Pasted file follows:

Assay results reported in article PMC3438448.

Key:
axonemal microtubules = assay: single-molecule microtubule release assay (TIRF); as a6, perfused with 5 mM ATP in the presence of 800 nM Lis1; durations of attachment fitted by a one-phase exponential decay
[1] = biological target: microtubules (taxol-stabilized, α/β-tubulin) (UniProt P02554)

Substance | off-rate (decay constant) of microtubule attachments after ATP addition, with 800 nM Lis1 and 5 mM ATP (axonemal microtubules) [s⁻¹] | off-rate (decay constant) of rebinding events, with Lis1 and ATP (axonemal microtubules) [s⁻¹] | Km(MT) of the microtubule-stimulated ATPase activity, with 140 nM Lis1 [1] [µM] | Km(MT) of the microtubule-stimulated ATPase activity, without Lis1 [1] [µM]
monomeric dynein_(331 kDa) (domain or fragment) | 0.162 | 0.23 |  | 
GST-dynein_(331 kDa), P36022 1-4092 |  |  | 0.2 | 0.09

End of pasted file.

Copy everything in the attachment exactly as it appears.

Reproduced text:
Assay results reported in article PMC3438448.

Key:
axonemal microtubules = assay: single-molecule microtubule release assay (TIRF); as a6, perfused with 5 mM ATP in the presence of 800 nM Lis1; durations of attachment fitted by a one-phase exponential decay
[1] = biological target: microtubules (taxol-stabilized, α/β-tubulin) (UniProt P02554)

Substance | off-rate (decay constant) of microtubule attachments after ATP addition, with 800 nM Lis1 and 5 mM ATP (axonemal microtubules) [s⁻¹] | off-rate (decay constant) of rebinding events, with Lis1 and ATP (axonemal microtubules) [s⁻¹] | Km(MT) of the microtubule-stimulated ATPase activity, with 140 nM Lis1 [1] [µM] | Km(MT) of the microtubule-stimulated ATPase activity, without Lis1 [1] [µM]
monomeric dynein_(331 kDa) (domain or fragment) | 0.162 | 0.23 |  | 
GST-dynein_(331 kDa), P36022 1-4092 |  |  | 0.2 | 0.09